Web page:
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Editorial: America’s poverty is maxed out
By Glenn Mollette
I’ve never lived in poverty. However, like most Americans, I have known a few tough times. I do know that poverty is not pretty. I’ve never been around a hungry family that was dancing in joy because of their dire situation. Poverty is hard.
I grew up in Martin County, Kentucky. We were supposed to be the poorest county in the United States in 1964 when President Johnson began his campaign against poverty. Government assistance came into existence to help the poor not only in our county but also throughout the United States.
A few dollars from the government helps if you are down and out. However, living on government handouts for months and even years is a rock-bottom life for the poor in our nation. Barely existing is an understatement when you are dependent every day on what you can get from the federal government.
Our government, like many Americans, has spent more than it has taken in. Our national debt is headed to 18 trillion dollars. Extra money to hand out to impoverished Americans is going to decrease. There is no room for federal charity to grow.
Changing the direction of your life involves making big decisions. It could mean moving to a place where there are opportunities. There are paying jobs in America but you may need to go to the area where they are being offered. Staying where you are and dreaming that your ship will arrive is not reality.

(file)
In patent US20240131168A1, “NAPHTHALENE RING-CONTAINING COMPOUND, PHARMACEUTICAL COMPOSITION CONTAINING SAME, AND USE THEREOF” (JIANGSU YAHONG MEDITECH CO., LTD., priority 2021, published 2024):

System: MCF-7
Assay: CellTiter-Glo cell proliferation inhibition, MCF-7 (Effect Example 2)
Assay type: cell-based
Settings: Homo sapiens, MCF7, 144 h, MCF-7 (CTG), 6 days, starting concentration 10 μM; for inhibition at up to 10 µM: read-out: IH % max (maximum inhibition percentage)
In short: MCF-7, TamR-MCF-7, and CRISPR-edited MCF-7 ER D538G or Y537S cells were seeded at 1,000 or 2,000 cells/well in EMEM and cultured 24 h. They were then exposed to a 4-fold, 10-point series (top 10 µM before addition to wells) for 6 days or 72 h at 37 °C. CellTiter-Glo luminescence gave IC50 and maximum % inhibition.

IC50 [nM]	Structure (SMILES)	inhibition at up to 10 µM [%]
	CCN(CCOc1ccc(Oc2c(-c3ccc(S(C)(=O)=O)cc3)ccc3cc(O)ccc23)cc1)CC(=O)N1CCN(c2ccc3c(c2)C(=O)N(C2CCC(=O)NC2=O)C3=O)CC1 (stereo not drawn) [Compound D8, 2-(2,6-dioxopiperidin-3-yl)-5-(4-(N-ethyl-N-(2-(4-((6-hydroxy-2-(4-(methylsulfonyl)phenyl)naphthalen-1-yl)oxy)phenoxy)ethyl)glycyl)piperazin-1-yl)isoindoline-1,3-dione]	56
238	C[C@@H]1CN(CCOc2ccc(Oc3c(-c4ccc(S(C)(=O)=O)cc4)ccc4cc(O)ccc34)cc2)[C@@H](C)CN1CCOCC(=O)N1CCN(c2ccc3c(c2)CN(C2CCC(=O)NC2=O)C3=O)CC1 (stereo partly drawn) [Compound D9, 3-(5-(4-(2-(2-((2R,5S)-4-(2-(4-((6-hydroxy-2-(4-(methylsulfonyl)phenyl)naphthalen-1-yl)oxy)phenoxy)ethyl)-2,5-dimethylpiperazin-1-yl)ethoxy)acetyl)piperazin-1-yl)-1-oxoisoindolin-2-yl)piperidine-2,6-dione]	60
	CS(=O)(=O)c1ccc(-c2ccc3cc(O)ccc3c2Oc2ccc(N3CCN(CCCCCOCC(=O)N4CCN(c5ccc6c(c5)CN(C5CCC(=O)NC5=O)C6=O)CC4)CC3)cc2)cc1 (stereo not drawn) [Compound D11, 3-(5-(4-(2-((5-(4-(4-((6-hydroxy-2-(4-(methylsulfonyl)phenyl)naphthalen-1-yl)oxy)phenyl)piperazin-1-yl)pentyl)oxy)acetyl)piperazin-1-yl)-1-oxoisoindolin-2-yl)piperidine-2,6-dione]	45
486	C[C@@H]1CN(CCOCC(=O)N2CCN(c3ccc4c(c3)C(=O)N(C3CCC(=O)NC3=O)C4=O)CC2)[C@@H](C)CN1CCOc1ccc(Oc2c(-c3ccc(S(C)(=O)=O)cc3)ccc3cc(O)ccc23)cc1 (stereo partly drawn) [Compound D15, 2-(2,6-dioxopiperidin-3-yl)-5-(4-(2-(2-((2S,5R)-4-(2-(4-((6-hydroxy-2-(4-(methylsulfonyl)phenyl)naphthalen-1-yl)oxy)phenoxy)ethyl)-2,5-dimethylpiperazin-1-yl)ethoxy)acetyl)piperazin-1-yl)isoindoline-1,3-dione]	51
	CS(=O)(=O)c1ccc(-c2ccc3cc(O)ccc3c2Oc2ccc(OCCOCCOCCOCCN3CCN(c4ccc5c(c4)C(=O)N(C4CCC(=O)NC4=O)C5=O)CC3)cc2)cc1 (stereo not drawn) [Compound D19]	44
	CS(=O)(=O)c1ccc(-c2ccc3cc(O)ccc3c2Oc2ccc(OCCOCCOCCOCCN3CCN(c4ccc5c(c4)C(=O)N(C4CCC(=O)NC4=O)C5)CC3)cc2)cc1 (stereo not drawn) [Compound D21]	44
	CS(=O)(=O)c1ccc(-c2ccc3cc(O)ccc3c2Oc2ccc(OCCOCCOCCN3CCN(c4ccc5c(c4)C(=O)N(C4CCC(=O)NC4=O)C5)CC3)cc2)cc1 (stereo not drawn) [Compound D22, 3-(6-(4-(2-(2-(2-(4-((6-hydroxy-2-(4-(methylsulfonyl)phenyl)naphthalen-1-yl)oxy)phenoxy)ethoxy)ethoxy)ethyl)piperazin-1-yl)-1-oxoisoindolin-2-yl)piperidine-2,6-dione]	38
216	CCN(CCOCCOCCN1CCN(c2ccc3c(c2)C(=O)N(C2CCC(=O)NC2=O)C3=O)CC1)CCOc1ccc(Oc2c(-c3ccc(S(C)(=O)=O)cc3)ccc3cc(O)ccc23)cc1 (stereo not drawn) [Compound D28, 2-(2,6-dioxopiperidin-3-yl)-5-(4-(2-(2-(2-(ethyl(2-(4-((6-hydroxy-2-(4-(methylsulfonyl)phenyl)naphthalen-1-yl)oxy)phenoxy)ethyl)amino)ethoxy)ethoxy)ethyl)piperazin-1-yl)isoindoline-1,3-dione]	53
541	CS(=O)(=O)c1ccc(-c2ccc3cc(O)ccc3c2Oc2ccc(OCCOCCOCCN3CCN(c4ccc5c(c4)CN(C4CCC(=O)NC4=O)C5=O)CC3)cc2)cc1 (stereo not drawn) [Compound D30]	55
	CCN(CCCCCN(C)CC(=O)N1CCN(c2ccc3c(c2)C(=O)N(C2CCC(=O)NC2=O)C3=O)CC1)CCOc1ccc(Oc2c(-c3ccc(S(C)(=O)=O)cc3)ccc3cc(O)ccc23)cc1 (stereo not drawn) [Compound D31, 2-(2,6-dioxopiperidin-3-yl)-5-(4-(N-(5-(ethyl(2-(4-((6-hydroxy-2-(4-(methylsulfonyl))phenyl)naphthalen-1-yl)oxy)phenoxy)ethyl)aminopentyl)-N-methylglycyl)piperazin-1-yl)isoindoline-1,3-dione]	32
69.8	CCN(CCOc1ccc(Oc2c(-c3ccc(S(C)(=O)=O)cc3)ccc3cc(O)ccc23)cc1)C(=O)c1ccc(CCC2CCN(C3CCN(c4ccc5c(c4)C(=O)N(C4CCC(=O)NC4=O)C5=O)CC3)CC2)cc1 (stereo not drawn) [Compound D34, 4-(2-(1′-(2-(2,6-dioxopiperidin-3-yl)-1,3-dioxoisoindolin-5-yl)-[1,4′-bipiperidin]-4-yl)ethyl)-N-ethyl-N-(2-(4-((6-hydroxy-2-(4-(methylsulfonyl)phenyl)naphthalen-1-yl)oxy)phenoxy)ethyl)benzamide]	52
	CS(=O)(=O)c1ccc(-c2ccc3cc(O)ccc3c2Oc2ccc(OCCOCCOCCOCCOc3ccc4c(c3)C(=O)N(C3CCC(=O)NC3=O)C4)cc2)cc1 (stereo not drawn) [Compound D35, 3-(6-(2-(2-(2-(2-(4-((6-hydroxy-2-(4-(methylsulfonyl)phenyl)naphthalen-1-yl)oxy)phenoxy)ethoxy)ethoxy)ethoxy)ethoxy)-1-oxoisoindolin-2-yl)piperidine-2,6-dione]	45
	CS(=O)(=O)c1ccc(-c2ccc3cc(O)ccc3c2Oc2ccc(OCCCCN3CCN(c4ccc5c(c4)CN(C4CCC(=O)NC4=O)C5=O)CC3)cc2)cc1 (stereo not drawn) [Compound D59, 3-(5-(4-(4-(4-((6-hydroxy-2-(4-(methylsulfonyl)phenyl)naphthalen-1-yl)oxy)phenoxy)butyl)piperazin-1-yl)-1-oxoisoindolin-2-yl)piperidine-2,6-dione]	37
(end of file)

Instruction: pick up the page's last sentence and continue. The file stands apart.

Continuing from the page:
Sometimes poverty has resulted from years of bad decisions, addictions, and simply mentally zoning out about the realities of life. Bad things often happen to people putting them into such a tailspin that they hit rock bottom losing their houses, cars, and help from family and friends. There are lots of real reasons and stories that people have about their situations.
People in poverty are lonely and feel hopeless. In Nashville, Tenn., on any given night there are more than 8,000 homeless people bedding down in public places or homeless shelters. There are also lots of veterans, elderly, and young singles with no place to go. A family sleeping in an old car or huddled together on a park bench under a blanket is not beautiful American scenery. This same scenario is played out in most American cities, only in different numbers.
Thousands of people storm our borders every day with no clue of how they will financially survive in America. However, America is their dream and their way of trying to reinvent their desperate lives. More poverty unfortunately is coming to America. President Johnson’s dream of a great society of handouts to the down and out has maxed out.
This doesn’t mean that America cannot be even greater than we are, but the government is not going to create it. Our country is made of people. The fiber and soul of America is the spirit of the American people, who each day say, “I must, I can, and I will take control of my life and destiny.” And then, do something about it.
Glenn Mollette is an American columnist and author. Contact him at email@example.com.
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